‘I feel empowered’, says Pacific youth delegate after nuclear summit

Pacific Youth delegate Tamatoa Tepuhiarii from Tahiti
Pacific Youth delegate Tamatoa Tepuhiarii from Tahiti . . . "My Grandpa, he worked on Moruroa [atoll], and he died suddenly." Image: Tamatoa Tepuhiarii /RNZ Pacific

By Lydia Lewis, RNZ Pacific journalist

Pacific Youth are looking at how they can spark positive change following the Hiroshima G7 Youth Summit which has just wrapped up.

Youth from around the world have met in the Japanese city in an effort to find solutions to stop the use of nuclear weapons.

The summit was co-organised by the Centre for Peace at the Hiroshima University and the International Campaign to Abolish Nuclear Weapons (ICAN).

Among the attendees was Māohi — indigenous French Polynesian — youth delegate Tamatoa Tepuhiarii.

“I feel empowered, empowered to contribute for my community,” Tepuhiarii said.

He is aiming to do a PhD in anthropology, and said he wants to examine nuclear impacts on Māohi people.

“My Grandpa, he worked on Moruroa [atoll], and he died suddenly; he just fell suddenly and my mum told me that the blood came out from his mouth.

“We know now that his death is related to the nuclear testing period,” he said.

From 1966, French Polynesia’s Moruroa and Fangataufa tolls were the main French nuclear weapons test sites — that is where Tepuhiarii’s grandfather worked, unaware of the devastating consequences to come.

Some of the explosions were 200 times the strength of the bombs dropped by the United States on the Japanese cities of Hiroshima and Nagasaki in 1945.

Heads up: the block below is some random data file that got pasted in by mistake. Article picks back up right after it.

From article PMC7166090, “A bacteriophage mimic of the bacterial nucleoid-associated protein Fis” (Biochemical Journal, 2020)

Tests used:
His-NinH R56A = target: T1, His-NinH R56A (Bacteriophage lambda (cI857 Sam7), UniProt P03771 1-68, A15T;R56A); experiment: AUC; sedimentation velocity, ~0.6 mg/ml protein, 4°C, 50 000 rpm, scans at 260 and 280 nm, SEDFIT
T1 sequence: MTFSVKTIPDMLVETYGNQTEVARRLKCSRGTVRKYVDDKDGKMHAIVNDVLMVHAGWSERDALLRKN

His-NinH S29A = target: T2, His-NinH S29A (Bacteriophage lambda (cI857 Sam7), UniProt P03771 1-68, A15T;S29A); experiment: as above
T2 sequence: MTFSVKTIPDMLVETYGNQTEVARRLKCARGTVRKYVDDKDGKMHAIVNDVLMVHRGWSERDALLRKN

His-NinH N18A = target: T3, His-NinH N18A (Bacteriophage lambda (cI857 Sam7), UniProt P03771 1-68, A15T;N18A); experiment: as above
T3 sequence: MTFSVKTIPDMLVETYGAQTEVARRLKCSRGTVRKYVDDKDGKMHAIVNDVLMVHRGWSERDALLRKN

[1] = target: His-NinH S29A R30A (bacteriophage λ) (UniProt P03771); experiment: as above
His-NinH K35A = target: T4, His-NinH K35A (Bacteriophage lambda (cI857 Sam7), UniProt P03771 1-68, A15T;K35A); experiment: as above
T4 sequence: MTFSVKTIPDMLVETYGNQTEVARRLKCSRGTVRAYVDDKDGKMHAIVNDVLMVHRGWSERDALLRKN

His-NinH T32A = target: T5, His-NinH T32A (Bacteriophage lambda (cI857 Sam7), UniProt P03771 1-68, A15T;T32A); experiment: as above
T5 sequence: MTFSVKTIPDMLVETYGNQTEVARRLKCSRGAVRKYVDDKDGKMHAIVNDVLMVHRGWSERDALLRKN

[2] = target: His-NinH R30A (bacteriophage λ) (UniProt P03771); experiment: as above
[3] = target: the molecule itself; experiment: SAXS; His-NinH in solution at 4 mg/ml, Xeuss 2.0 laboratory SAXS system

“We can see the impact of nuclear weapons on our society, on the Māohi society,” he said.

“The nuclear testing period, and particularly nuclear testing, has impacted on the whole society now 27 years after the last bomb, which exploded at Fangataufa,” Tepuhiarii said.

For Tepuhiarii, learning more about his family’s nuclear history is vital, to preserve the knowledge and share the stories of those who have suffered and continue to suffer.

Youth G7 outcomes
The youth summit statement noted the concerns some Pacific nations have on Japan’s plans to release more than one million tonnes of ALPS treated radioactive wastewater into the Pacific Ocean.

ALPS (Advanced Liquid Processing System) is a multi-nuclide removal system to strip various radioactive materials from contaminated water.

“[We] support in solidarity with the states who sit on the frontlines of this crisis and see this as an act of trans-boundary harm upon the Pacific,” the joint statement said.

Eleven requests have been made for G7 countries to take onboard including, “sincerely committing to steps towards nuclear disarmament”.

“We urge you to take bolder and more decisive actions by honouring our recommendations,” the G7 youth statement requested.

The official G7 meeting with world leaders starts on May 19.

This article is republished under a community partnership agreement with RNZ.

Pacific Youth at Hiroshima G7 Youth Summit 2023.
Some of the Pacific Youth participants at the Hiroshima G7 Youth Summit 2023. Image: Tamatoa Tepuhiarii/RNZ Pacific
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